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NASA plans to explore Mars sometime in the 2030's

NASA recently announced that it has committed to a manned mission to Mars at an unspecified point in the future, and that the International Space Station will be a crucial part of reaching that goal.

Charles Bolden, NASA administrator, announced the Mars mission to a group of educators, scientists, astronauts and industry members at the International Space Station and Mars Conference on April 6. The conference is a two-day event that is presented by Explore Mars at George Washington University. Explore Mars promotes the search for technology that aids in the exploration of Mars. 

Bolden discussed the use of the International Space Station as a research and testing facility for future Mars expeditions, noting that such a voyage to our neighbor in the solar system would serve as "inspiration for a whole new generation." 

"I know my granddaughters will be witnessing humans arriving at Mars," said Bolden. "Like the President, I believe such a journey is possible in my lifetime. But what I know today is that we have an amazing engineering resource in space right now - the International Space Station. and we're moving out on the innovation and technological breakthroughs that are required to get us to our neighboring planet."

The International Space Station was built in 1998, and was the result of five space agencies representing 15 countries. This space station took $100 billion to construct and is the largest structure made in space by humans. 

"Over the next 10 years, we'll continue to collaborate with other nations to live and work together in space, and perform cutting edge research and technology demonstrations that are critical to eventual exploration into deep space with humans," said Bolden. "The ISS is the most realistic analog we have to test life support and other technologies, ensuring they function in space, and most importantly, that they are reliable.

"Any mission to Mars is likely to be a global effort. The ISS is a blend of goals among the participating space agencies, and it is truly beautiful in that regard alone."

Bolden mentioned that NASA plans to explore Mars sometime in the 2030's, but plan to travel to an asteroid as soon as 2015. In addition, NASA hopes to keep the International Space Station open until at least 2020.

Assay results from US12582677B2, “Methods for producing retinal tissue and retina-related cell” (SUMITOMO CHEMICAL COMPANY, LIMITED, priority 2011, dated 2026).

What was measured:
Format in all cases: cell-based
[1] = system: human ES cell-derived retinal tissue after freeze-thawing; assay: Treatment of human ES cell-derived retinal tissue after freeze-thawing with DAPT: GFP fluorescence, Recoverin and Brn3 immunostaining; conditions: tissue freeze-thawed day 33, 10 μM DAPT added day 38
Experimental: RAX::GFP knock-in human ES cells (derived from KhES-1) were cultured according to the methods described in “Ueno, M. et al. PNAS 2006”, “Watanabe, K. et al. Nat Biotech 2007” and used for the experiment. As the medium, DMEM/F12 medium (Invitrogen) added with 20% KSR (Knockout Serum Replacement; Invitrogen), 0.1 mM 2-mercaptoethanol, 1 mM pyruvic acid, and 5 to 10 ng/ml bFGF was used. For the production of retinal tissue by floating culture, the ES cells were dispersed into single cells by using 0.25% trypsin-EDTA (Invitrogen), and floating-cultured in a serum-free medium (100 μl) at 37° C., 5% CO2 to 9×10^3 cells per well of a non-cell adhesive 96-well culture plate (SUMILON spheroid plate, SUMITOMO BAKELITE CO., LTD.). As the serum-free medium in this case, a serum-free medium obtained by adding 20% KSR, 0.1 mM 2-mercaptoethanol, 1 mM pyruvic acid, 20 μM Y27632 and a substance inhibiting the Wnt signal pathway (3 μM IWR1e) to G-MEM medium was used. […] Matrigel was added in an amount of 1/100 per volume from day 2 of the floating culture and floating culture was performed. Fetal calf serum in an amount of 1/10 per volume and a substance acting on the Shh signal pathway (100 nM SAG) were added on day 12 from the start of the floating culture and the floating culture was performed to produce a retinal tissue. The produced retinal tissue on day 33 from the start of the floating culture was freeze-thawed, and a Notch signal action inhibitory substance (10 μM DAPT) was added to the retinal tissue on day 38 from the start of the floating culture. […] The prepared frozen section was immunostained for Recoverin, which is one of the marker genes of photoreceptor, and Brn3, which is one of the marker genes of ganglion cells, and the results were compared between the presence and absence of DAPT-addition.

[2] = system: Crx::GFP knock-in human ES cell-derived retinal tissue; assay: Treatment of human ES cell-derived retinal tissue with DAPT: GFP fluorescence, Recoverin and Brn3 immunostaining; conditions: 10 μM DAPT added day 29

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By drycrust3 on 4/9/2011 2:16:03 PM , Rating: 3
NASA recently announced

I see that it is "NASA announced" and not "The President announced". The reason NASA got the funding to go to the moon was because President Kennedy committed America to going there, and especially that they would do it in ten years. This lack of commitment from the US President means the mission will have to be done within the normal budget constraints, and it is likely the total amount of US Government funding to NASA will be cut considerably within the next 30 years.
While sending pilots to the moon was impressive, I've heard it said that the only mission with value was the one where a geologist was sent.
A much more affordable idea would be to send robots that are able to move around more efficiently than the current lot, and have vision that was much more comparable to a human. That way, there is no moral obligation to make the trip a return trip, a one way mission on a cheap "no frills" rocket is acceptable. Also, it won't need to drop in to the ISS, it can shoot straight past.
Then if something goes wrong, such as the landing is a disaster (as happened to the European robot a few years back), NASA will be able to do their public hand wringing, say they are very sorry for wasting so much American taxpayers money, do a quick inquiry, fix the few obvious flaws, and then take another robot off the shelf and pop it on the next rocket going that way.
This way, not just a few geologists, but lots of geologists (as well as the rest of us) can see Mars as it really is.

RE: Commitment
By Guspaz on 4/11/2011 12:13:53 PM , Rating: 1
This lack of commitment from the US President means the mission will have to be done within the normal budget constraints, and it is likely the total amount of US Government funding to NASA will be cut considerably within the next 30 years.

Even at the height of the Apollo program, the budget hit a high point of $33.5 billion USD in 2007 dollars (in 1965). Apollo 17 was staged at a time when NASA's budget was $15.1 billion USD in 2007 dollars.

NASA's 2010 budget was $17.8 billion USD in 2007 dollars. That's right, their budget is currently higher than it was when they were still landing astronauts on the moon.

Consider that NASA can save an enormous amount of money contracting out launch services to companies like SpaceX (who can put payload into orbit at less than ten percent the cost of NASA themselves), and that $17.8 billion budget can probably be stretched pretty far. Certainly, it's far more than would be needed to land a man on the moon again.

RE: Commitment
By zixin on 4/11/2011 12:41:57 PM , Rating: 2
What you forgot is that back in the 70's the mission to the Moon was the bulk of NASA. Now most of that money goes to the ISS and there are now more robotic exploration than back in the 70's. Also, SpaceX maybe able to put payload into orbit, but they are not rated for human travel. Getting that certification is going to raise the cost by a lot.

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